Viewers debate possible cell phone ban for drivers
Federal officials want a nationwide cell phone ban, but do you agree?
We've been telling you how the national transportation safety board is recommending that all states ban the use of cell phones while driving.
It's become a controversial topic, with many of you weighing in.
Doreen, Fort Myers
"Yes, there should be some type of a law passed for cell phone use while you're driving and texting."
Phil, Lehigh Acres
"If they're going to pass that law, then they need to make all the police departments take the computers and everything out of their vehicles, because that's also a distraction."
Marjorie, Bonita Springs
"I can't believe that people are not responsible enough to stop doing that nonsense, but if they can't be responsible, then I think the law should be passed."
WASHINGTON (AP) - Federal regulators have declared texting, emailing or using any cellphone simply too dangerous to be allowed for drivers anywhere.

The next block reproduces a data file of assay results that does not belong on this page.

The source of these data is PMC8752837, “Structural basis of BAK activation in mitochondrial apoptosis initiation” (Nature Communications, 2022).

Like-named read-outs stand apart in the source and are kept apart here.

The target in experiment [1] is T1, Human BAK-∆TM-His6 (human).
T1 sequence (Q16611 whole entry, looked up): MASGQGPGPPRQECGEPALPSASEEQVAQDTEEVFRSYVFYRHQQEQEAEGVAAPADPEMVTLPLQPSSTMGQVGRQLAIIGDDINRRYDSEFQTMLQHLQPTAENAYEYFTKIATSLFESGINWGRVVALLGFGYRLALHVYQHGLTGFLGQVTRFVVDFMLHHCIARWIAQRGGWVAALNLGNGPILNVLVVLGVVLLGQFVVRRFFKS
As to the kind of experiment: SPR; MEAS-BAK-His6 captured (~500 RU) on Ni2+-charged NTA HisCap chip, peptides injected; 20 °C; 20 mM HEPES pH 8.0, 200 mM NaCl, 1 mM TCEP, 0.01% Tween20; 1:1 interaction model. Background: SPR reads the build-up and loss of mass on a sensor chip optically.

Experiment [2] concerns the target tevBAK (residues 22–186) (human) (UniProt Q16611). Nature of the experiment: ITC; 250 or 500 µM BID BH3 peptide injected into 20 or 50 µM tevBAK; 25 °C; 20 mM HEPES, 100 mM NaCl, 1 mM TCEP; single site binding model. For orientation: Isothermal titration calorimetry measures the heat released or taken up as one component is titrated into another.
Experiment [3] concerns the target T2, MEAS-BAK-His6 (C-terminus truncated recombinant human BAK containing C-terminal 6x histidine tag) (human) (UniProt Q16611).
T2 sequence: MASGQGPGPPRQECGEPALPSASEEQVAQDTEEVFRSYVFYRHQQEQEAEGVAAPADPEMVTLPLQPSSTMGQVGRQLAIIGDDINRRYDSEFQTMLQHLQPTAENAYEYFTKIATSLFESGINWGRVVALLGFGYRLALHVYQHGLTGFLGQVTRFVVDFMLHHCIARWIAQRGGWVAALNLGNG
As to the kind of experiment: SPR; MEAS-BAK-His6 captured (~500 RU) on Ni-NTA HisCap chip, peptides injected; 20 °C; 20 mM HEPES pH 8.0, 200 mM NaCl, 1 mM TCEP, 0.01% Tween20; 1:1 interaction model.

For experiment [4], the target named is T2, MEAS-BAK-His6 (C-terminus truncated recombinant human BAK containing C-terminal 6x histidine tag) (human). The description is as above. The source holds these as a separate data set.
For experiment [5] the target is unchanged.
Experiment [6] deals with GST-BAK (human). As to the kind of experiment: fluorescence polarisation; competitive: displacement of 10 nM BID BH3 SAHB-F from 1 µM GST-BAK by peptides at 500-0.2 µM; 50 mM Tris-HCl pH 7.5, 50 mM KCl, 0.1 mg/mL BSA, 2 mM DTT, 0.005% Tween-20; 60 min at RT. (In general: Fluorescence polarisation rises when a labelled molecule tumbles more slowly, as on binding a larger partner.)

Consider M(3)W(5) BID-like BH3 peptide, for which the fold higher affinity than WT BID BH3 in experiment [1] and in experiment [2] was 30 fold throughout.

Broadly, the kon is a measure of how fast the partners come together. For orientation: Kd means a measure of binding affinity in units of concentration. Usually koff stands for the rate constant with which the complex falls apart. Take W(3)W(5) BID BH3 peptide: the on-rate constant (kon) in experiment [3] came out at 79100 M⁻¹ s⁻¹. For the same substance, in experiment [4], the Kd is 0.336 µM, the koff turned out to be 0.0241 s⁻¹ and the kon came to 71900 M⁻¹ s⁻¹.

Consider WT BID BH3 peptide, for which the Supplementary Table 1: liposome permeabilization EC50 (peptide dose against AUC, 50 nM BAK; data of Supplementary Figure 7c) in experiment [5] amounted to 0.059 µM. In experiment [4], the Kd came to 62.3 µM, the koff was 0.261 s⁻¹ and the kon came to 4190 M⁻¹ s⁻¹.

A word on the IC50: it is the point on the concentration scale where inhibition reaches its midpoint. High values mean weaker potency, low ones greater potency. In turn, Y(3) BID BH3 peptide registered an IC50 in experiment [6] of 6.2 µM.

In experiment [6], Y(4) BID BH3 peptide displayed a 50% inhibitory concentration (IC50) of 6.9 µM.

While the National Transportation Safety Board does not have the power to impose such restrictions, it's urging states to do so. The recommendation applies even to hands-free devices.
The recommendation follows a initial collision in a deadly highway pileup in Missouri last year was caused by the inattention of a 19 year-old-pickup driver who sent or received 11 texts in the 11 minutes immediately before the accident.
The pickup driver and a 15-year-old student on one of the school buses were killed. Thirty-eight other people were injured.
The NTSB's recommendation makes an exception for use of phones and other devices in emergency situations.